Guest Blogger

Each month, we ask distinguished authors or illustrators to write an original post that reveals insights about their process and craft. Enjoy!

Guest Blogger: Alexandria Giardino is delighted to welcome author Alexandria Giardino as our featured guest blogger this month.

Each month, we ask distinguished authors or illustrators to write an original post that reveals insights about their process and craft. Enjoy!

Ode to an Onion

by Alexandria Giardino

To write this essay, I had to watch television. I am not a big TV fan, but I wanted to reconnect with a childhood obsession of mine, a show called In Search Of…. I think my first picture book, Ode to an Onion (Cameron, 2018), emerged from that fixation. Let me explain.

In Search Of… ran from 1977 to 1982. Leonard Nimoy hosted six seasons of stories about controversial, paranormal, and historical mysteries. From the age of nine to 14, I tuned in weekly to contemplate: Do plants talk? Do people have ESP? Is there lost treasure on Oak Island? My favorite episode, by far, was about Grand Duchess Anastasia. It aired in February 1978. I was 11.

The show turned me into a writer.

I spent the entire summer of 1978 at the local public library reading as much as I could find about the last tsar and his family, and of course about the mystery of Anastasia. Did she survive? Was she Anna Anderson? I felt like a young investigative reporter.

That fall, I stood in front of my seventh-grade English class, delivering a speech. The topic: What Happened to Anastasia? I reported the hard details about the fall of the last tsar, the assassination of his entire family, and the alleged escape of his young daughter into the forest.

But when the real-life Anastasia disappeared into the night, I made up the rest of her story, based on the theories I found in books and on television. I was certain Anna Anderson was a fraud, so I suggested the possibility that Anastasia ended up living as “a hobo on the streets of Chicago.” I got an A, and arguably, a start to my professional creative life.

Flash forward to 2001. By that time, I had earned a degree in journalism, and had been writing for magazines and struggling with a handful of fiction projects. I was also living in Latin America and had fallen in love with the poet Pablo Neruda. I had just landed a gig working on a documentary about his life.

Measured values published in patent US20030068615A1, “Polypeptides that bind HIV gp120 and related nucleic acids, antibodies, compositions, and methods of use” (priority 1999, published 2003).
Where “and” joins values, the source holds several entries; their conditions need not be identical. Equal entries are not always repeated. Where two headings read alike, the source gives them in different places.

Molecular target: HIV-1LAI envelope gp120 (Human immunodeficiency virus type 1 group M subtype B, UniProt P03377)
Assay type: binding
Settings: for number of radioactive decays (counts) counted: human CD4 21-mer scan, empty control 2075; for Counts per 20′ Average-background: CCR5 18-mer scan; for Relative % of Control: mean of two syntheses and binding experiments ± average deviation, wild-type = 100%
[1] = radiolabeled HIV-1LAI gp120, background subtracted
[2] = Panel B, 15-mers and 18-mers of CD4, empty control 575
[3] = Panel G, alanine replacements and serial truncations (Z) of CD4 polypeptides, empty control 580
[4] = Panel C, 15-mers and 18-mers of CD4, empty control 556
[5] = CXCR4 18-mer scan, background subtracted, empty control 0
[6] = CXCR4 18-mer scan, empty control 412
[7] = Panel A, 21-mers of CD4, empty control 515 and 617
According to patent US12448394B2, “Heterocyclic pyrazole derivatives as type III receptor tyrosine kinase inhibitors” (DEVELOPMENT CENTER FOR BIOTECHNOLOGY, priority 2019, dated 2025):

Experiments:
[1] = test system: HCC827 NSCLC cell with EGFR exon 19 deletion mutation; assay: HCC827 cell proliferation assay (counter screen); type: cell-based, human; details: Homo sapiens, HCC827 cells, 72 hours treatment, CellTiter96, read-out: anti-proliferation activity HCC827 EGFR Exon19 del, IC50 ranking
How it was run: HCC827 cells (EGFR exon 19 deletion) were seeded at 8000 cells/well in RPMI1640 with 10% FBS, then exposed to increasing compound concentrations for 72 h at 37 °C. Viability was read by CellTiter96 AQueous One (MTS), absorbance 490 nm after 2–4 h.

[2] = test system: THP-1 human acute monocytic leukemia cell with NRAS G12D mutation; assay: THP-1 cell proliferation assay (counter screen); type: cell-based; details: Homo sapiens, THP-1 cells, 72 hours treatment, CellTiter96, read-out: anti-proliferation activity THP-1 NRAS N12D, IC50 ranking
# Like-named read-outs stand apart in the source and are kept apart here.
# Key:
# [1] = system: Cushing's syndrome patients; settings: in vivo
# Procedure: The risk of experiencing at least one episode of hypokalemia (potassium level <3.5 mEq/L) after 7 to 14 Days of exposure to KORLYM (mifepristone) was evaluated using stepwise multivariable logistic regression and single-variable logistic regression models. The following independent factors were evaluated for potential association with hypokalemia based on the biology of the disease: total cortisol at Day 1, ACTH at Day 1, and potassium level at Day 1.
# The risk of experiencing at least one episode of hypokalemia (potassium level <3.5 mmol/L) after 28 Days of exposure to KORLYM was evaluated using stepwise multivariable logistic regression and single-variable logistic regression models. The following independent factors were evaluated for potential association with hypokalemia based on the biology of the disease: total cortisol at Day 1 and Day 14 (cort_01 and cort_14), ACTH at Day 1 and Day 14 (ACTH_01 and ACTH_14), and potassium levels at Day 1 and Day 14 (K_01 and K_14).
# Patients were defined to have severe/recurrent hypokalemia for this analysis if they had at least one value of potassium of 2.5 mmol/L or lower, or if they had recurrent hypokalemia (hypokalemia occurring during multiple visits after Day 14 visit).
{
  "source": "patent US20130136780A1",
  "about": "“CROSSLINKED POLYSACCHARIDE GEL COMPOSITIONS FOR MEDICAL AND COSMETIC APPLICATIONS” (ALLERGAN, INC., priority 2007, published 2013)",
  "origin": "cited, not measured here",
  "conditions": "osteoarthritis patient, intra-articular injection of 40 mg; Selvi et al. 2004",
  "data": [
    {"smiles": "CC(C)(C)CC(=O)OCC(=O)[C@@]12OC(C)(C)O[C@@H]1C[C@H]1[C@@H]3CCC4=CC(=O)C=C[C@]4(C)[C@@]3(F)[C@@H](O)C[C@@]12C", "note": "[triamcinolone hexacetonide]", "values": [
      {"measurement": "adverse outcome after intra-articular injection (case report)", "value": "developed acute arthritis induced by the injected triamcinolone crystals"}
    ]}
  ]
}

During a filming break at his home, I wandered off and happened into the poet’s bar, which was lined with glass bottles, many in the female form. Neruda’s presence so dominated his home that I wondered about his wife and muse, Matilde Urrutia. Who was she? How did she fit into this household? What happened to her after the poet died in 1973?

That curiosity led me to take a deep dive into Urrutia’s life, just as intently as I had investigated Anastasia’s years before. I spent the next three years painstakingly translating Urrutia’s memoir My Life with Pablo Neruda (Stanford General Books, 2004) into English.

Prior to meeting Neruda, Urrutia led a bohemian life, traveling by herself throughout Latin America, and performing as a professional singer and musician. She had an easy laugh, a zest for life, and a love for gardening. She confided that she often tried to lighten Neruda’s gloomy moods. In one scene, she told Neruda about a whimsical childhood garden, a place where roses mingled with celery and garlic. It made him happy.

I wrote Ode to an Onion for Matilde and for her joyful, free-spirited garden. It’s not a straightforward biography. It’s a story I invented based on real material.

In Ode, I depict how a melancholic poet, who writes about hardworking miners, sees sadness everywhere, while his friend Matilde sees joy all around her and tries to lift his spirits. When the poet sees luminous beauty in a humble onion, his mood is transformed. Matilde suggests that he should write a poem about that. And so he does.

The book, which was illustrated by Felicita Sala, contains Neruda’s original Spanish “oda al a cebolla” along with my English translation of that poem in its back matter. It also features my favorite photo of Urrutia; she is the center of our attention, playing the guitar and laughing.


Hear Alexandria Giardino share more backstory on of Ode to an Onion

Listen to Alexandria Giardino pronounce her full name and its meaning

Learn and explore more of Alexandria Giardino’s written work

, , , , , ,

No comments yet.

Leave a Reply

Pin It on Pinterest